The Transmigration of the Soul

Metempsychosis, or the transmigration of the soul, is the process by which a metaphysical soul passes from one physical body to another, through a cycle of birth, death, and rebirth. In this way, everyone has a mortal body and an immortal soul. For tens of thousands of years, people have understood this to be the way the world works.

The animists and deists of old knew that ancestors occasionally reincarnate as their descendants. This is still acknowledged by Australian aborigines, among others. Along with this, several Amazonian tribes avoid eating certain animals, because they believe ancestral souls have entered their bodies. Similarly, certain Indonesians hold that ancestral souls reside in sacred animals, often in preparation for a new incarnation.

Similarly, the transmigration of the soul is a fundamental doctrine of several religions originating in India, including Sikhism and Jainism. In Hinduism, it is said that the sum total of past moral conduct, known as karma, determines the condition of the soul and the quality of its rebirth. The cycle of life, death, and rebirth is eternal unless the soul is released through arduous effort and the attainment of knowledge by way of yoga. This leads to moksha, which is a form of salvation for the devout.

Moreover, numerous ancient Greek philosophers also believed in metempsychosis. Pythagoras taught that souls were reincarnated in various bodily forms. Empedocles and Plato held similar views derived from the same sources. Plotinus also believed that destiny depended upon the life of the soul in previous incarnations.

Ancient Jewish treatment of metempsychosis was limited to Kabbalistic theories, which were derived mainly from Gnostic, Manichaean, and Neoplatonic sources. They taught that imperfect souls try to prevent the fulfillment of the divine plan. It is said that pure souls descend from heaven to be incarnated and that punishment and atonement for sins are achieved through rebirth. Thus, it is believed that if the pious suffer, it must be for sins they committed in a previous existence.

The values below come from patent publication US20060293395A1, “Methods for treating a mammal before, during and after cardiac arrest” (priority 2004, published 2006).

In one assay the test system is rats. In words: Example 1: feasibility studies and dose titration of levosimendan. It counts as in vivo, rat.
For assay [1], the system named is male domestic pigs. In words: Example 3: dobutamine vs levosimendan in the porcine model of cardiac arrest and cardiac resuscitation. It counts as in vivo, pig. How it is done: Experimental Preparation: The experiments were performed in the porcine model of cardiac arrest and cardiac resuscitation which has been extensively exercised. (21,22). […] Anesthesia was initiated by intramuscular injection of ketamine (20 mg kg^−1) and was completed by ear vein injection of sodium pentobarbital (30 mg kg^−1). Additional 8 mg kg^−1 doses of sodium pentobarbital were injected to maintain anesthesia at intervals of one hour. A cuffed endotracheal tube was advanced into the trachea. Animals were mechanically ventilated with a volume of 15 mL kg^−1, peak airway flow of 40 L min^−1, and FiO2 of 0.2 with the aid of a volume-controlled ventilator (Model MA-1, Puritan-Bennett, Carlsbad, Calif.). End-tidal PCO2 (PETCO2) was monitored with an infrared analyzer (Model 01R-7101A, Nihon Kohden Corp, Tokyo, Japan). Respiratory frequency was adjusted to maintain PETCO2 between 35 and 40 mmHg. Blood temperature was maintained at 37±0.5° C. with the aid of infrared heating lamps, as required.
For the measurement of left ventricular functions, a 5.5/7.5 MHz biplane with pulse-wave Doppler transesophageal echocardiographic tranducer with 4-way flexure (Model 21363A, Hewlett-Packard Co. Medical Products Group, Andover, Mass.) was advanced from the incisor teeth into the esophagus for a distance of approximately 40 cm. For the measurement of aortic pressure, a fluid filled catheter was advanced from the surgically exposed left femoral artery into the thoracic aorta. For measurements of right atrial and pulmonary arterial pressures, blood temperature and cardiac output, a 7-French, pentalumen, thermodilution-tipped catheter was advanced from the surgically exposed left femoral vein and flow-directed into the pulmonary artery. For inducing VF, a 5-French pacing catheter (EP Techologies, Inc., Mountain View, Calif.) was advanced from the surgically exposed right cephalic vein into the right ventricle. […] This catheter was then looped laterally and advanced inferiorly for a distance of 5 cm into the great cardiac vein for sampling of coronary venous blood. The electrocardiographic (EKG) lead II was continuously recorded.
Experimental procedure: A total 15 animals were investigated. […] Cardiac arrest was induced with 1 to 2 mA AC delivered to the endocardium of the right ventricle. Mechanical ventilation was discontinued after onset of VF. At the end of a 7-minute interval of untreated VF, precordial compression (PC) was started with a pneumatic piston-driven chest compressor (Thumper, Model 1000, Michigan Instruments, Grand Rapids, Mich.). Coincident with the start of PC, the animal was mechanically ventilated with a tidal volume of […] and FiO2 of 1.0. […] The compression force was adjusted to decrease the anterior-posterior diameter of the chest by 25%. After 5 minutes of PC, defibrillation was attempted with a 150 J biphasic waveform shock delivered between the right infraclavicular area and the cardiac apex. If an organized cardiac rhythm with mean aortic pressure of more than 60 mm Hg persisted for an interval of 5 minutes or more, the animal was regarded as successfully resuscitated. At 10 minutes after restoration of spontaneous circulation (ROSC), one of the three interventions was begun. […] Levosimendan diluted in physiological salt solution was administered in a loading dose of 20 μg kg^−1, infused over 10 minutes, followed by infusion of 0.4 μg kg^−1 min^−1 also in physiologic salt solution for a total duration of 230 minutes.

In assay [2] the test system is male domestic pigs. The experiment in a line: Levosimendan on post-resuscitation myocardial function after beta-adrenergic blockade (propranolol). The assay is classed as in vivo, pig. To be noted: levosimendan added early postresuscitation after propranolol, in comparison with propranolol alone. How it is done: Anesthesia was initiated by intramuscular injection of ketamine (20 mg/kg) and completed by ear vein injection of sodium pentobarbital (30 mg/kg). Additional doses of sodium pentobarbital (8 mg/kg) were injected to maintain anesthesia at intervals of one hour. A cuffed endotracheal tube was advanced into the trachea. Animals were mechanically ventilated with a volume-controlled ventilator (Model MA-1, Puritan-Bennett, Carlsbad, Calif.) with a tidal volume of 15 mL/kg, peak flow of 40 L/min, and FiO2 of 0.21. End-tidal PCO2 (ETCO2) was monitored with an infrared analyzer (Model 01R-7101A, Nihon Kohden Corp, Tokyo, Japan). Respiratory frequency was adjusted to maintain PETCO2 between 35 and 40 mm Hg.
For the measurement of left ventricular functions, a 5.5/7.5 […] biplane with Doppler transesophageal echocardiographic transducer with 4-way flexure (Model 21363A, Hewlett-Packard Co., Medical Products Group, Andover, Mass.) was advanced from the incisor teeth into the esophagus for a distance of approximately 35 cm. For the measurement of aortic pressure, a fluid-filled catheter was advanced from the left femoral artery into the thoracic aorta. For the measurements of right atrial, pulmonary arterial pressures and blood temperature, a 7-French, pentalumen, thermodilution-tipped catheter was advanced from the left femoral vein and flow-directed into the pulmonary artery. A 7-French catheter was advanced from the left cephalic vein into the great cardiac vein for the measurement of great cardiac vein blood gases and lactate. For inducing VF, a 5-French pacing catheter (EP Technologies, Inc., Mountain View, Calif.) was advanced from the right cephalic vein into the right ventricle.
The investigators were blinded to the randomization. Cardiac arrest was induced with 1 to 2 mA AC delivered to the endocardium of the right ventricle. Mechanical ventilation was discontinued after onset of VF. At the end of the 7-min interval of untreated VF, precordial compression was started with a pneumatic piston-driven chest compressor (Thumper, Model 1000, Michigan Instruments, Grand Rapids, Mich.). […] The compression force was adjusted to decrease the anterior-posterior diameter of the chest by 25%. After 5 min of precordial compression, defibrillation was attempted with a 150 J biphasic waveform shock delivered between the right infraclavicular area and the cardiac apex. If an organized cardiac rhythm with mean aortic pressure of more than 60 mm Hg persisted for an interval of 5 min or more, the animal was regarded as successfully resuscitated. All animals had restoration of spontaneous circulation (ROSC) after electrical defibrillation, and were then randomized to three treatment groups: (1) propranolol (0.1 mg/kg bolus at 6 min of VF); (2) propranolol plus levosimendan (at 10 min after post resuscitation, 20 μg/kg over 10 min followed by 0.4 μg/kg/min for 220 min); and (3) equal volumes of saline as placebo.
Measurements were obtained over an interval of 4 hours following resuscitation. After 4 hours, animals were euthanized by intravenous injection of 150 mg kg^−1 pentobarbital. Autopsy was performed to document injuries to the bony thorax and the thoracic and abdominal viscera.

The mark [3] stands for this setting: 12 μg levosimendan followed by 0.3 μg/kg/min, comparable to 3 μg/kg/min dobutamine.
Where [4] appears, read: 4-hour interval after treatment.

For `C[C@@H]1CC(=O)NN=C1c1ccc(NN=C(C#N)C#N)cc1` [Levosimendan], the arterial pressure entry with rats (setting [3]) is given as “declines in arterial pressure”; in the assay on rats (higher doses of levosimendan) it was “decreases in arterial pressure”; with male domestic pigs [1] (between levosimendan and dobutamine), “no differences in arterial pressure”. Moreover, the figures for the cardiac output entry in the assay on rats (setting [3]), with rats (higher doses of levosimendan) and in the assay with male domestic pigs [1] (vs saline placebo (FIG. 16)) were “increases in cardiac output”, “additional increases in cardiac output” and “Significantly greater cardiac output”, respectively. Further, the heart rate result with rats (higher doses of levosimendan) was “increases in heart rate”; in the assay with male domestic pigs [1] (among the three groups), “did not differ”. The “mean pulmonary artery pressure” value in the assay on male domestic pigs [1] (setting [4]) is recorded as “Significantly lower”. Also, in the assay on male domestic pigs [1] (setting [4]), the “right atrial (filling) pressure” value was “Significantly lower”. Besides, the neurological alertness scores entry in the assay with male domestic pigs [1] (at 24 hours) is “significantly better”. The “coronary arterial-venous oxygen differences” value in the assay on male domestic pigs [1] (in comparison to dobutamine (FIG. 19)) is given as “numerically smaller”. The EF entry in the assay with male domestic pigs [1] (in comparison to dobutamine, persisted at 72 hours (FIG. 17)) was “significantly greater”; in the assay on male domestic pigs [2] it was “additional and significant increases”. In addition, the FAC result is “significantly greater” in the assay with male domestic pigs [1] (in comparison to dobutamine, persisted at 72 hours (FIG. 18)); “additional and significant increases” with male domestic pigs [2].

The point is that the idea that a person starts a new life in a different body after death can be found all over the world. Buddhists in Tibet, Theosophists in Germany, Scientologists in America, Hindus in India, and Sikhs in Canada all agree that rebirth is a fact of life. Academic demographic studies even warrant further pursuit of the subject.

As far as I can tell, the essentialists and the existentialists are both kind of right for different reasons. That is to say, there is, in fact, an immortal soul which exists before the birth of the body, but it gives rise to a new identity in each lifetime. So, in some ways, we exist before we exist, and in other ways, we don’t. These are very significant distinctions.

Research into this could help to better explain certain idiomatic phobias or chronic obsessions to aid in the treatment of mental illnesses. It could also offer new insights into child prodigies. The concept of rebirth might be useful to patients coping with identity crises. Reincarnation can also shed some light on the mystery of deja vu. Soul mates even factor into this. There are countless reasons to explore the concept of metempsychosis.

This is very important because as soon as children can speak, some of them begin to report past life memories. This can start as early as a year old, however, they often forget everything by age seven at the latest. Very few people retain past life memories into adulthood, and some only experience spontaneous flashbacks.